Runia, David T. 1988. God and Man in Philo of Alexandria. The Quest of the Historical Jesus, trans. The Gods of Egypt, trans. Cornell University Press. In David T. Runia (1990), Exegesis and Philosophy.

The Gods of Egypt, first published in France in 1992 and now in its third French edition, is a short, elegant, and highly accessible survey of ancient Egyptian religion. The clarity and brevity of Claude Traunecker's book make it especially valuable to readers seeking an authoritative introduction to this complex topic. The Cornell edition, the first English translation, is enhanced by 23 illustrations. Traunecker begins with an overview of the source materials and a discussion of the historiography of Egyptian religion, a subject relatively neglected by scholars. He then describes the actual and metaphysical worlds inhabited by the Egyptian deities and the role that humans played in the Egyptian universe. Focusing especially on the diversity and number of approaches used by Egyptians to explain their world, The Gods of Egypt offers a succinct and highly readable presentation of recent interpretations of Egyptian religion.
  • Very interesting fitting and in good condition

  • In this book, which is apparently a revision or replacement of a 1960s book by François Daumas, Traunecker provides sort of a middle ground in French treatments of Egyptian deities: breezier than Gods and Men in Egypt, less flamboyant than Daily Life of the Egyptian Gods. The first chapter discusses the sources that we use to understand Egyptian beliefs and gives a short description of how that understanding has evolved over the centuries. Traunecker makes clear a couple of points that I frequently harp on myself: that 19th and early 20th-century scholars aren't good sources on Egyptian religion, and that modern understanding of the subject began with Henri Frankfort. The next several chapters discuss the Egyptian conception of the world, the nature of the gods and the forms they were believed to take, the "society" formed by the gods' relationships to each other, and how they functioned within the cosmos. The next chapter briefly describes how the gods were thought to interact with humans, and the last chapter discusses deities' geographical spheres of influence, including the relationship between certain gods and lands outside Egypt. In a few places, Traunecker relates anecdotes about the deities that don't often show up in other sources. This book isn't as complete in its coverage as several others on the subject, but it's both thoughtful and readable.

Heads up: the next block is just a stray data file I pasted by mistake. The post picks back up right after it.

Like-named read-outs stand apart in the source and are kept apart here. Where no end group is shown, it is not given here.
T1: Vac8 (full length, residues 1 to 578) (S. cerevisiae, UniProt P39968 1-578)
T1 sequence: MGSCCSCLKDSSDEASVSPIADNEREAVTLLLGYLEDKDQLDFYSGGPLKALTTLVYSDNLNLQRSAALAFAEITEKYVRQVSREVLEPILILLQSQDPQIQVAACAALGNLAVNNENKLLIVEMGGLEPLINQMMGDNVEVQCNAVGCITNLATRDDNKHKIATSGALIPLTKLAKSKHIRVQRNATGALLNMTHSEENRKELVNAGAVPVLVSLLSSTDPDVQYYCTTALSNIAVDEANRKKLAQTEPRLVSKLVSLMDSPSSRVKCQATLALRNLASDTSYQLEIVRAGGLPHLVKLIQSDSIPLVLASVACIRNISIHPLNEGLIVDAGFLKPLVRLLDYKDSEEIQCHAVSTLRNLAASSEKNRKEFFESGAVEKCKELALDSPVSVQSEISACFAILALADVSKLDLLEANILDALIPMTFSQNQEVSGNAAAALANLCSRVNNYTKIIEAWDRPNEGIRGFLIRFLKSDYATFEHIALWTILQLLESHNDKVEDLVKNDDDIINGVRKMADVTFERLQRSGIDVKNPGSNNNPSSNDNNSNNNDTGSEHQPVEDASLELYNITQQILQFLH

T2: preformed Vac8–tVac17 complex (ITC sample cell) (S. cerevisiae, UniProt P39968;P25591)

• I have always considered Traunecker's work to be of the highest quality. He has an insight into the mechanics of ancient Egyptian cosmologies, theologies, and mythologies that is both direct and free of unnecessary random (and rambling) thought. His assessments are clinical but always interesting, and his work on the El Qa'la temple site is NOT to be missed by anyone who can get their hands on IFAO's pub. Be that as it may, this short book packs a scholarly punch. All of Traunecker's hard-earned, on-site assessments of the gods of ancient Egypt -- their cults, qualities, relevance, and destinies -- can be found in rather tidy, enlightening fashion. A must-have quick reference for many of its tidbits...though Dr. Traunecker does contradict at least one or two minor points he previously asserted in some of his published work. Bottom line -- Immortals (and Immortalettes) of Ancient Egypt from one of the best pros in the business! Get it.